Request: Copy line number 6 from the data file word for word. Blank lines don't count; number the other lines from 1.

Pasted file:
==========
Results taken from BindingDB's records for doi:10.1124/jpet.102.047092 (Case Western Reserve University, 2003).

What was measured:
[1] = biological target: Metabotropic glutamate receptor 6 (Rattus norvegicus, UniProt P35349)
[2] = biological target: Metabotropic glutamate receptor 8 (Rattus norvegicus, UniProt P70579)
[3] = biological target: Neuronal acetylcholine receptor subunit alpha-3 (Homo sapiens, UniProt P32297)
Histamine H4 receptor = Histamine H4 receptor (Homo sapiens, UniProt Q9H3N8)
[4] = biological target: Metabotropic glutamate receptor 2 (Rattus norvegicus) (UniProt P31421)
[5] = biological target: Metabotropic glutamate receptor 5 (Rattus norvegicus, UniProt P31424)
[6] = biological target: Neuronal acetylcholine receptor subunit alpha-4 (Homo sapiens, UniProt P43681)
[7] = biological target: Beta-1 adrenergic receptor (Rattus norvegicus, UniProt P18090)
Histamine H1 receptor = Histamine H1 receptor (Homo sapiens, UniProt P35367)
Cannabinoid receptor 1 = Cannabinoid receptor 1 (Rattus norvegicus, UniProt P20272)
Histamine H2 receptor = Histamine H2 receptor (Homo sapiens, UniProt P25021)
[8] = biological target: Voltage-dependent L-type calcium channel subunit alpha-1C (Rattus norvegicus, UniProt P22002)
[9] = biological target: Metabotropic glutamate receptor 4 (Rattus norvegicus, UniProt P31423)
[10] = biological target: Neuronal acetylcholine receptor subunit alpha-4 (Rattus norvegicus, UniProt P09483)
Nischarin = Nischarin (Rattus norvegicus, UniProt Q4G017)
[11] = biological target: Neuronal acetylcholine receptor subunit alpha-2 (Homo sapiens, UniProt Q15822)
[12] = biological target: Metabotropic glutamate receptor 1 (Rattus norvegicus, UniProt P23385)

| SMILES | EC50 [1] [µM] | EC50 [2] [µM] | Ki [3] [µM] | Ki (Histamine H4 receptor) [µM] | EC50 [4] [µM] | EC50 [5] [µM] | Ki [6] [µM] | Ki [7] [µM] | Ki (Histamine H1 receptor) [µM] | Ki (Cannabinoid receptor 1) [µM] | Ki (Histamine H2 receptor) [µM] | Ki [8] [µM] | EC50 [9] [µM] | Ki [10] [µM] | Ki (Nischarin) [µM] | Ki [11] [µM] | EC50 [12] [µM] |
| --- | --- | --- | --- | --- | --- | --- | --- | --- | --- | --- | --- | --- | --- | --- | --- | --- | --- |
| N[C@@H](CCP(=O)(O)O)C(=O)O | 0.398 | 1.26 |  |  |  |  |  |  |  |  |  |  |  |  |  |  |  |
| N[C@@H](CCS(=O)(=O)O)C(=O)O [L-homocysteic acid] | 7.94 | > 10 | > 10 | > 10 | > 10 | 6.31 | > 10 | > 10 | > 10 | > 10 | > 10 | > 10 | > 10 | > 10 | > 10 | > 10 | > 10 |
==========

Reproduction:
Histamine H4 receptor = Histamine H4 receptor (Homo sapiens, UniProt Q9H3N8)